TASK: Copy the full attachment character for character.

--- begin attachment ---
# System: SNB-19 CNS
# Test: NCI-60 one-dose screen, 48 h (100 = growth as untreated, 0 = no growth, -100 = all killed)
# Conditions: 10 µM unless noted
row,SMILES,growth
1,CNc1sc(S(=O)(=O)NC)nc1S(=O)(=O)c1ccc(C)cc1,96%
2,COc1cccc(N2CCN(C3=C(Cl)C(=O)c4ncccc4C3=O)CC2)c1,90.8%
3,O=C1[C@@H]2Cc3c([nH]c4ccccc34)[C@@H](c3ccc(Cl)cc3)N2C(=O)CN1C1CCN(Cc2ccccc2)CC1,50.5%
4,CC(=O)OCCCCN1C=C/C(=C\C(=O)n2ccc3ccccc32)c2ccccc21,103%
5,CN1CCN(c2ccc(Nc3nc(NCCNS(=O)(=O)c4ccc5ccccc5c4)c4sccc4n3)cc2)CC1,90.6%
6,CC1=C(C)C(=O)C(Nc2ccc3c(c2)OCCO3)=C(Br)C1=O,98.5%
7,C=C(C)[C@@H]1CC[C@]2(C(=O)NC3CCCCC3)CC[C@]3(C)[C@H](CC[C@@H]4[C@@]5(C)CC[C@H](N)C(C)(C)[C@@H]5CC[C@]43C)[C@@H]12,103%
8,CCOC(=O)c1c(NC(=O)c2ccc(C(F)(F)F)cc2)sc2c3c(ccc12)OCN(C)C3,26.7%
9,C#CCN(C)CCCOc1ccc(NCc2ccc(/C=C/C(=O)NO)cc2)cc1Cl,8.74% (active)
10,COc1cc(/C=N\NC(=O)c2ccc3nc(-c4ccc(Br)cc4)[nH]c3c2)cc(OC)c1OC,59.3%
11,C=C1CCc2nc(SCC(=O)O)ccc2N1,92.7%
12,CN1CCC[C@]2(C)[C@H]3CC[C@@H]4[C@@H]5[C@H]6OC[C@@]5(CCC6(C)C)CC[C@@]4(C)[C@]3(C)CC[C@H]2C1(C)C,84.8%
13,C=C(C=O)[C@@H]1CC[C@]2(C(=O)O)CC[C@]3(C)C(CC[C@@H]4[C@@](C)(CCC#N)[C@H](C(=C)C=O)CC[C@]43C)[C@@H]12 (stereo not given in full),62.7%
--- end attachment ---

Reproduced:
# System: SNB-19 CNS
# Test: NCI-60 one-dose screen, 48 h (100 = growth as untreated, 0 = no growth, -100 = all killed)
# Conditions: 10 µM unless noted
row,SMILES,growth
1,CNc1sc(S(=O)(=O)NC)nc1S(=O)(=O)c1ccc(C)cc1,96%
2,COc1cccc(N2CCN(C3=C(Cl)C(=O)c4ncccc4C3=O)CC2)c1,90.8%
3,O=C1[C@@H]2Cc3c([nH]c4ccccc34)[C@@H](c3ccc(Cl)cc3)N2C(=O)CN1C1CCN(Cc2ccccc2)CC1,50.5%
4,CC(=O)OCCCCN1C=C/C(=C\C(=O)n2ccc3ccccc32)c2ccccc21,103%
5,CN1CCN(c2ccc(Nc3nc(NCCNS(=O)(=O)c4ccc5ccccc5c4)c4sccc4n3)cc2)CC1,90.6%
6,CC1=C(C)C(=O)C(Nc2ccc3c(c2)OCCO3)=C(Br)C1=O,98.5%
7,C=C(C)[C@@H]1CC[C@]2(C(=O)NC3CCCCC3)CC[C@]3(C)[C@H](CC[C@@H]4[C@@]5(C)CC[C@H](N)C(C)(C)[C@@H]5CC[C@]43C)[C@@H]12,103%
8,CCOC(=O)c1c(NC(=O)c2ccc(C(F)(F)F)cc2)sc2c3c(ccc12)OCN(C)C3,26.7%
9,C#CCN(C)CCCOc1ccc(NCc2ccc(/C=C/C(=O)NO)cc2)cc1Cl,8.74% (active)
10,COc1cc(/C=N\NC(=O)c2ccc3nc(-c4ccc(Br)cc4)[nH]c3c2)cc(OC)c1OC,59.3%
11,C=C1CCc2nc(SCC(=O)O)ccc2N1,92.7%
12,CN1CCC[C@]2(C)[C@H]3CC[C@@H]4[C@@H]5[C@H]6OC[C@@]5(CCC6(C)C)CC[C@@]4(C)[C@]3(C)CC[C@H]2C1(C)C,84.8%
13,C=C(C=O)[C@@H]1CC[C@]2(C(=O)O)CC[C@]3(C)C(CC[C@@H]4[C@@](C)(CCC#N)[C@H](C(=C)C=O)CC[C@]43C)[C@@H]12 (stereo not given in full),62.7%